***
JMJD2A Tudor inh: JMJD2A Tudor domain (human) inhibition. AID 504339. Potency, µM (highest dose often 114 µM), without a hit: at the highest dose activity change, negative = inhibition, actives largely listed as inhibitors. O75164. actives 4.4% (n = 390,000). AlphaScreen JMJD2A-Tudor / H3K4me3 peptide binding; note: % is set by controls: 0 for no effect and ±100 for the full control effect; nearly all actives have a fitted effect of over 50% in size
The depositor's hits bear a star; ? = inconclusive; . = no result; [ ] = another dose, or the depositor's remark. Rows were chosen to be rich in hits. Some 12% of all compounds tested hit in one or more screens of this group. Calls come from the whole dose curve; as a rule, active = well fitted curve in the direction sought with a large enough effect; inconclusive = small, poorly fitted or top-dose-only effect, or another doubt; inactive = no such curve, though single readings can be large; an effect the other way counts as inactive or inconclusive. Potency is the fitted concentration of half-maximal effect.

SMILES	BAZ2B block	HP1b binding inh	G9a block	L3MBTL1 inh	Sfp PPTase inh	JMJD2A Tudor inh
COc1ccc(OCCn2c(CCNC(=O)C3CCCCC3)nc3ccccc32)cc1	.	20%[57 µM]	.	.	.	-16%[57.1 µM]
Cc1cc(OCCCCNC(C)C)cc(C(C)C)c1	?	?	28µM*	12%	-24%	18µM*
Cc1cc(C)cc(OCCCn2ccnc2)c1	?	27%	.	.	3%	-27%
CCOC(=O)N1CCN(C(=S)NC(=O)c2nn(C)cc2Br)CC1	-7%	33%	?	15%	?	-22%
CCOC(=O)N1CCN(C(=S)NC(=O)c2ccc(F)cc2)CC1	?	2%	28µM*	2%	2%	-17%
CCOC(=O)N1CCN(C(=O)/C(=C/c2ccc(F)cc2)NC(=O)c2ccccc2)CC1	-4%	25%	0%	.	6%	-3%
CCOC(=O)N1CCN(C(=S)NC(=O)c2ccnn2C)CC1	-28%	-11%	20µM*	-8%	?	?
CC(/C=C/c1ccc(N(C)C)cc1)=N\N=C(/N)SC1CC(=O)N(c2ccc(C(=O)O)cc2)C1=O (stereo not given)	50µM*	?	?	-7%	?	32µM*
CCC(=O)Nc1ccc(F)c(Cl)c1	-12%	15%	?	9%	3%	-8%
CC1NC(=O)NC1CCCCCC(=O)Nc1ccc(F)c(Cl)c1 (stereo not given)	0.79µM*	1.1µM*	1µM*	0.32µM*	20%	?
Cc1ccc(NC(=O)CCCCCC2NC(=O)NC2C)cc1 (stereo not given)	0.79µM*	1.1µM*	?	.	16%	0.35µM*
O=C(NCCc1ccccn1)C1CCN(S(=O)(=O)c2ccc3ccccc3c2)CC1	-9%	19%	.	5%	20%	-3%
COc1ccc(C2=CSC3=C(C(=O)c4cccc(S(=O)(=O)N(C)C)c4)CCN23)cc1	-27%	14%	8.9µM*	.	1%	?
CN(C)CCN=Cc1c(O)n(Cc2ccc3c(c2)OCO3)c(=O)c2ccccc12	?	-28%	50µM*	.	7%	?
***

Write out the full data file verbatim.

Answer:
JMJD2A Tudor inh: JMJD2A Tudor domain (human) inhibition. AID 504339. Potency, µM (highest dose often 114 µM), without a hit: at the highest dose activity change, negative = inhibition, actives largely listed as inhibitors. O75164. actives 4.4% (n = 390,000). AlphaScreen JMJD2A-Tudor / H3K4me3 peptide binding; note: % is set by controls: 0 for no effect and ±100 for the full control effect; nearly all actives have a fitted effect of over 50% in size
The depositor's hits bear a star; ? = inconclusive; . = no result; [ ] = another dose, or the depositor's remark. Rows were chosen to be rich in hits. Some 12% of all compounds tested hit in one or more screens of this group. Calls come from the whole dose curve; as a rule, active = well fitted curve in the direction sought with a large enough effect; inconclusive = small, poorly fitted or top-dose-only effect, or another doubt; inactive = no such curve, though single readings can be large; an effect the other way counts as inactive or inconclusive. Potency is the fitted concentration of half-maximal effect.

SMILES	BAZ2B block	HP1b binding inh	G9a block	L3MBTL1 inh	Sfp PPTase inh	JMJD2A Tudor inh
COc1ccc(OCCn2c(CCNC(=O)C3CCCCC3)nc3ccccc32)cc1	.	20%[57 µM]	.	.	.	-16%[57.1 µM]
Cc1cc(OCCCCNC(C)C)cc(C(C)C)c1	?	?	28µM*	12%	-24%	18µM*
Cc1cc(C)cc(OCCCn2ccnc2)c1	?	27%	.	.	3%	-27%
CCOC(=O)N1CCN(C(=S)NC(=O)c2nn(C)cc2Br)CC1	-7%	33%	?	15%	?	-22%
CCOC(=O)N1CCN(C(=S)NC(=O)c2ccc(F)cc2)CC1	?	2%	28µM*	2%	2%	-17%
CCOC(=O)N1CCN(C(=O)/C(=C/c2ccc(F)cc2)NC(=O)c2ccccc2)CC1	-4%	25%	0%	.	6%	-3%
CCOC(=O)N1CCN(C(=S)NC(=O)c2ccnn2C)CC1	-28%	-11%	20µM*	-8%	?	?
CC(/C=C/c1ccc(N(C)C)cc1)=N\N=C(/N)SC1CC(=O)N(c2ccc(C(=O)O)cc2)C1=O (stereo not given)	50µM*	?	?	-7%	?	32µM*
CCC(=O)Nc1ccc(F)c(Cl)c1	-12%	15%	?	9%	3%	-8%
CC1NC(=O)NC1CCCCCC(=O)Nc1ccc(F)c(Cl)c1 (stereo not given)	0.79µM*	1.1µM*	1µM*	0.32µM*	20%	?
Cc1ccc(NC(=O)CCCCCC2NC(=O)NC2C)cc1 (stereo not given)	0.79µM*	1.1µM*	?	.	16%	0.35µM*
O=C(NCCc1ccccn1)C1CCN(S(=O)(=O)c2ccc3ccccc3c2)CC1	-9%	19%	.	5%	20%	-3%
COc1ccc(C2=CSC3=C(C(=O)c4cccc(S(=O)(=O)N(C)C)c4)CCN23)cc1	-27%	14%	8.9µM*	.	1%	?
CN(C)CCN=Cc1c(O)n(Cc2ccc3c(c2)OCO3)c(=O)c2ccccc12	?	-28%	50µM*	.	7%	?